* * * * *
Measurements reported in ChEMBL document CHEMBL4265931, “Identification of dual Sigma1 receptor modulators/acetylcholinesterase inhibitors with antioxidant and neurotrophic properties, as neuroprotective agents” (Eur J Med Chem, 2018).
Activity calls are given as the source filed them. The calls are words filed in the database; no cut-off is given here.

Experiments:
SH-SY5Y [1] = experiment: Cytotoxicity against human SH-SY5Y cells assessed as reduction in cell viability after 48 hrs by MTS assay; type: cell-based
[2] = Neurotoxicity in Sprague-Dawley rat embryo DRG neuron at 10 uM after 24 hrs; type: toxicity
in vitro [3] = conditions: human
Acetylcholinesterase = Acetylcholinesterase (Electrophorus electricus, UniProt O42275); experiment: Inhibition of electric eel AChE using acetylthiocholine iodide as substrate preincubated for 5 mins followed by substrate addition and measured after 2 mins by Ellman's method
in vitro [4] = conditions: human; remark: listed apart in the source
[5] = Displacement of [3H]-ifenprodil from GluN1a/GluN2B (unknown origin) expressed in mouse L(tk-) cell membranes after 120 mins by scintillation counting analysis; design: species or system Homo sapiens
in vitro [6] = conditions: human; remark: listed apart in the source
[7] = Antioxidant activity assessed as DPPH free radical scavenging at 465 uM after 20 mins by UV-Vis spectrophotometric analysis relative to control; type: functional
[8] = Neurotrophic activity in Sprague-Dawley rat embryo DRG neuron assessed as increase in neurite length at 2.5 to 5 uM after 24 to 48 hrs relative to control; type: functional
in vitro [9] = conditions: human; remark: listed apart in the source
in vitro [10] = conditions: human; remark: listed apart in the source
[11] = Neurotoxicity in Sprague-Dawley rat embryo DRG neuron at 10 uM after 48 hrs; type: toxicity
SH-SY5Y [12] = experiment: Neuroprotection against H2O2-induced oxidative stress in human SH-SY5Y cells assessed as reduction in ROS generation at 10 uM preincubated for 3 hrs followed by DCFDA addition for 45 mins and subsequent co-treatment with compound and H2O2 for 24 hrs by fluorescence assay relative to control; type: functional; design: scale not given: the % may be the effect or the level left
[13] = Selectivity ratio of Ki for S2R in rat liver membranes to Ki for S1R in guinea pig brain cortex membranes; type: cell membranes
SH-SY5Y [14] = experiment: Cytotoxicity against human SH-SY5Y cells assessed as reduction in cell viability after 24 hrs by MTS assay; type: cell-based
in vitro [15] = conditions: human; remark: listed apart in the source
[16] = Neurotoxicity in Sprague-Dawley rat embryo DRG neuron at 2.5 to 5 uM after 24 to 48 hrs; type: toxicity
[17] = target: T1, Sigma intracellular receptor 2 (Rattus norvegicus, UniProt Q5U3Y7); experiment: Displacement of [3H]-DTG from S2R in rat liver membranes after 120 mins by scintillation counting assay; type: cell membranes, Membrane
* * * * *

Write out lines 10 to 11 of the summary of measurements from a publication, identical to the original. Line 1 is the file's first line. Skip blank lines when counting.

in vitro [6] = conditions: human; remark: listed apart in the source
[7] = Antioxidant activity assessed as DPPH free radical scavenging at 465 uM after 20 mins by UV-Vis spectrophotometric analysis relative to control; type: functional